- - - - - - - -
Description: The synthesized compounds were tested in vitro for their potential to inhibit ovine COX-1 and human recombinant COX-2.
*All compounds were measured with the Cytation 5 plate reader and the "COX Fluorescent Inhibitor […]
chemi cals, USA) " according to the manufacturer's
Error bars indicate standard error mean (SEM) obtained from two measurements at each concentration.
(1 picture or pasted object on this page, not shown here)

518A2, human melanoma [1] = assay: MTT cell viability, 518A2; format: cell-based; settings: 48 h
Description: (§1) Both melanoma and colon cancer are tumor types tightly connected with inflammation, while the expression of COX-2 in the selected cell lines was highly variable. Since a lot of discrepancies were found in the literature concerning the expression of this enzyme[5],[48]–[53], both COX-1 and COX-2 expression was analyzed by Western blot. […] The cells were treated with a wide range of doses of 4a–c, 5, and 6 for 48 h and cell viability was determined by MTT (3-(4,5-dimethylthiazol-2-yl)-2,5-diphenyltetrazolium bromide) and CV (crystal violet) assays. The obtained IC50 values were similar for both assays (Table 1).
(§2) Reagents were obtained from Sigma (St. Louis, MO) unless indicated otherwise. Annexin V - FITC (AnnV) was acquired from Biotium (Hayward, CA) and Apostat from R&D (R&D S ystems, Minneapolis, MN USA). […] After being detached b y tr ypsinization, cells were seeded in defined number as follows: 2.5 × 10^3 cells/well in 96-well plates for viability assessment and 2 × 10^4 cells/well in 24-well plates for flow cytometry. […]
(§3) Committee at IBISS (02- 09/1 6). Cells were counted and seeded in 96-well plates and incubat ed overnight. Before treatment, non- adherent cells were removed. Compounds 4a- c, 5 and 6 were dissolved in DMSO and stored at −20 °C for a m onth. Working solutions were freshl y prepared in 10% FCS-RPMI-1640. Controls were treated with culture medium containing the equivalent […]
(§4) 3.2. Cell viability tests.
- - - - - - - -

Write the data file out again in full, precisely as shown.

Description: The synthesized compounds were tested in vitro for their potential to inhibit ovine COX-1 and human recombinant COX-2.
*All compounds were measured with the Cytation 5 plate reader and the "COX Fluorescent Inhibitor […]
chemi cals, USA) " according to the manufacturer's
Error bars indicate standard error mean (SEM) obtained from two measurements at each concentration.
(1 picture or pasted object on this page, not shown here)

518A2, human melanoma [1] = assay: MTT cell viability, 518A2; format: cell-based; settings: 48 h
Description: (§1) Both melanoma and colon cancer are tumor types tightly connected with inflammation, while the expression of COX-2 in the selected cell lines was highly variable. Since a lot of discrepancies were found in the literature concerning the expression of this enzyme[5],[48]–[53], both COX-1 and COX-2 expression was analyzed by Western blot. […] The cells were treated with a wide range of doses of 4a–c, 5, and 6 for 48 h and cell viability was determined by MTT (3-(4,5-dimethylthiazol-2-yl)-2,5-diphenyltetrazolium bromide) and CV (crystal violet) assays. The obtained IC50 values were similar for both assays (Table 1).
(§2) Reagents were obtained from Sigma (St. Louis, MO) unless indicated otherwise. Annexin V - FITC (AnnV) was acquired from Biotium (Hayward, CA) and Apostat from R&D (R&D S ystems, Minneapolis, MN USA). […] After being detached b y tr ypsinization, cells were seeded in defined number as follows: 2.5 × 10^3 cells/well in 96-well plates for viability assessment and 2 × 10^4 cells/well in 24-well plates for flow cytometry. […]
(§3) Committee at IBISS (02- 09/1 6). Cells were counted and seeded in 96-well plates and incubat ed overnight. Before treatment, non- adherent cells were removed. Compounds 4a- c, 5 and 6 were dissolved in DMSO and stored at −20 °C for a m onth. Working solutions were freshl y prepared in 10% FCS-RPMI-1640. Controls were treated with culture medium containing the equivalent […]
(§4) 3.2. Cell viability tests.